[This message has been edited by aek (edited December 02, 2001).]

-------
aek
aek
 
Posts: 1888
Joined: Sat Aug 26, 2000 11:00 pm

Re: Multiple Interrupts and OSTimer()

Postby aek » Sun Dec 02, 2001 11:07 am

I wrote:

quote:
The point I'm trying to make here is that you can selectively disable the interrupt that is chained to OSTimer() and then re-enable it later without too much impact on your overall system.

Of course, if you do all the generation inside the ISR (this way you'll get essentially 0 jitter) then you don't even have to worry about Timer0, OSTimer() or any other interrupt issues. You will be wasting a lot of cycles, since it probably only takes you 20 or so to output a sample, so the remaining 105 are wasted in a do-nothing loop, but perhaps that's OK for you ...

code:
void interrupt ISR ( void )
{
...
if ( T1IE && T1IF ) {
Output10kSamples();
T1IE = 0;
}
}

------------------

-------
aek
aek
 
Posts: 1888
Joined: Sat Aug 26, 2000 11:00 pm

Re: Multiple Interrupts and OSTimer()

Postby luben » Mon Dec 03, 2001 2:53 am

Hello,

I'm afraid that 250uS delays on 4MHz clock will not produce good results if generating is made from some task with OS_Delay. Even if the task has the highest priority the output signal will have some fluctuation of phase and frequency. Well, the average frequence could be equal to 4 KHz, but the moment frequency will vary.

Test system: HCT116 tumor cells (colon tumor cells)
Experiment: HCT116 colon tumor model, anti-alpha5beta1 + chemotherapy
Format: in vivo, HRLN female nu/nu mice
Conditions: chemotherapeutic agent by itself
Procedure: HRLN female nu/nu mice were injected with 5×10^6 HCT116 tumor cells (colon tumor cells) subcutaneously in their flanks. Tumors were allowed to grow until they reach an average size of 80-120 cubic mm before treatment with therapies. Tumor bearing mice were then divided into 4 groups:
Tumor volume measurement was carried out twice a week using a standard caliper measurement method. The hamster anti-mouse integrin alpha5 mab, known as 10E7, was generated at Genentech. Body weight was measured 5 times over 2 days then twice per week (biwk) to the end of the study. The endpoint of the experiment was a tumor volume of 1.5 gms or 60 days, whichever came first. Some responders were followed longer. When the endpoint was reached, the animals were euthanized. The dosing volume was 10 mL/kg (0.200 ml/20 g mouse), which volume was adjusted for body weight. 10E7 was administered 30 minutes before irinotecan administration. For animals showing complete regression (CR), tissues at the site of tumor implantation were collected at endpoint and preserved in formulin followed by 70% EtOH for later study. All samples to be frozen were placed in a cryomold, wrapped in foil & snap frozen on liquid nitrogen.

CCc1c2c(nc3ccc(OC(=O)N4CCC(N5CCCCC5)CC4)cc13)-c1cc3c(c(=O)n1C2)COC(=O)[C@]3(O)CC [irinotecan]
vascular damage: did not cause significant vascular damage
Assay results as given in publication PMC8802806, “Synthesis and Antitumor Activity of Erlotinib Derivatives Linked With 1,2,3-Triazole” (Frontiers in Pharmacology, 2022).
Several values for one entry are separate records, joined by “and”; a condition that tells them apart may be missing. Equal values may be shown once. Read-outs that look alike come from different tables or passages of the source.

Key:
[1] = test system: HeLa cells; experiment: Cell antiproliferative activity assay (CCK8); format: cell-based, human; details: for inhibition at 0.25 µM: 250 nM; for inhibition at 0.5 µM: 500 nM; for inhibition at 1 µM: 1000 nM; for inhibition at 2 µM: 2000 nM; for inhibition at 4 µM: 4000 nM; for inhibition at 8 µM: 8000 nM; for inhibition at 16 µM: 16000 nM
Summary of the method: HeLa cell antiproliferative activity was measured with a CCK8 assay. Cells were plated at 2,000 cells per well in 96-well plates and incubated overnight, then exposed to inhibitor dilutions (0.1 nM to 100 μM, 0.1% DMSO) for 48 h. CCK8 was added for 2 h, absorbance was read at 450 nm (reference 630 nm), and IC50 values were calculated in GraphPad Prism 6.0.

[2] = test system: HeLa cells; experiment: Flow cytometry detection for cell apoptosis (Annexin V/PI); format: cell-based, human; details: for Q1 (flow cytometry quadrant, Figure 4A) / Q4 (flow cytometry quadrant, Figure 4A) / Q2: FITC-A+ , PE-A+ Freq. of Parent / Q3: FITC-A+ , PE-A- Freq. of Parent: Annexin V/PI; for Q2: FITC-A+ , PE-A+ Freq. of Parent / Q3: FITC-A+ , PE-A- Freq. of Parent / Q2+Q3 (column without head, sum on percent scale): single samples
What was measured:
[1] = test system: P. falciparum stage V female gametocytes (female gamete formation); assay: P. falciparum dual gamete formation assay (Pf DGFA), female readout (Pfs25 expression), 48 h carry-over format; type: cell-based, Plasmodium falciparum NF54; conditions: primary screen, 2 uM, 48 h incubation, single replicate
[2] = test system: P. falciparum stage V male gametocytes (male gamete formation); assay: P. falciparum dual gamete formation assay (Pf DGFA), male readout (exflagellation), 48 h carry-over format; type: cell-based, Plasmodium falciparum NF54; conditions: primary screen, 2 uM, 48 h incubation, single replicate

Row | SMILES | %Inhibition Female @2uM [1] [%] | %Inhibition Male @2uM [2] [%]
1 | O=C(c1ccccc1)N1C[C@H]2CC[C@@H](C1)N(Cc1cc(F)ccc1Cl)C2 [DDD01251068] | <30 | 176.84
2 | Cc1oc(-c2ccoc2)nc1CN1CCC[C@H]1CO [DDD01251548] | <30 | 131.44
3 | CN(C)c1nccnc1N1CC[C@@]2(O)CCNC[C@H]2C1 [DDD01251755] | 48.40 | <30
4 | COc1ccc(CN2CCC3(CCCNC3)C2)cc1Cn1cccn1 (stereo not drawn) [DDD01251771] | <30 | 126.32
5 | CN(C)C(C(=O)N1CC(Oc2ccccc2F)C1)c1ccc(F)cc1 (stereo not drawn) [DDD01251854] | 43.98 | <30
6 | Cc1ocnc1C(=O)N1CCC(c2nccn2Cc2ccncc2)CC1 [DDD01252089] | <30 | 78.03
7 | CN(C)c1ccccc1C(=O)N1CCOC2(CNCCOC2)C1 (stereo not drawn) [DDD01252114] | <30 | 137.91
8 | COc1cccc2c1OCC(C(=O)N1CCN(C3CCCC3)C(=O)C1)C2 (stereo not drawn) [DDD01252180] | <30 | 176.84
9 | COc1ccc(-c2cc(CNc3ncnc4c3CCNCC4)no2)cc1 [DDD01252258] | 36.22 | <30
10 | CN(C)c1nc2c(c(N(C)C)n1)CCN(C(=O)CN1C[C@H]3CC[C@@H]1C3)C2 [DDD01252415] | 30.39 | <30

The power of SALVO is not exactly in generating some quick signals, but in the possibility to process simultaneously many algorytms (multitasking). I mean - the real advantage of SALVO is when you have to take complicated decisions, to process data streams, when you care for complicated responses, etc. You lose the advantages of SALVO when you try to do something out of it range.

At lest you have to increase the clock to 20MHz or to use TMR1 ISR to generate the signal. My experience is that such procedures don't take big time from ISR.

My recomendation is to move this process into ISR TMRn - this will guarantee fixed frequence.

Regards
Luben

luben
 
Posts: 324
Joined: Sun Nov 19, 2000 12:00 am
Location: Sofia, Bulgaria

Re: Multiple Interrupts and OSTimer()

Postby aek » Mon Dec 03, 2001 11:47 am

In general, we recommend at least 2000 processor cyles (and really 2000 instructions) per system tick when using OSTimer. On a 4MHz PIC, that's 2ms. You'd need a 32MHz PIC to have 250us system ticks -- doable only on a PIC18-series PIC. In that case you could actually drive the waveform generator from OS_Delay(), but the timing would still be +/- 250us, which would be unacceptable. You'd need something like a 100MHz PIC for good results, and that doesn't exist.

My point (and Luben's, I think) in this thread is that Salvo's normal services can co-exist nicely with this need for rock-solid timing at 250us. I pointed out several ways to use OSTimer() and control interrupts in a way that won't compromise the 4kHz waveform generation. Your system ticks will be compromised somewhat, but you can average out the error with some careful coding if that's necessary for your application. Otherwise I wouldn't worry about it.

------------------

-------
aek
aek
 
Posts: 1888
Joined: Sat Aug 26, 2000 11:00 pm


Return to Coding

Who is online

Users browsing this forum: No registered users and 3 guests

cron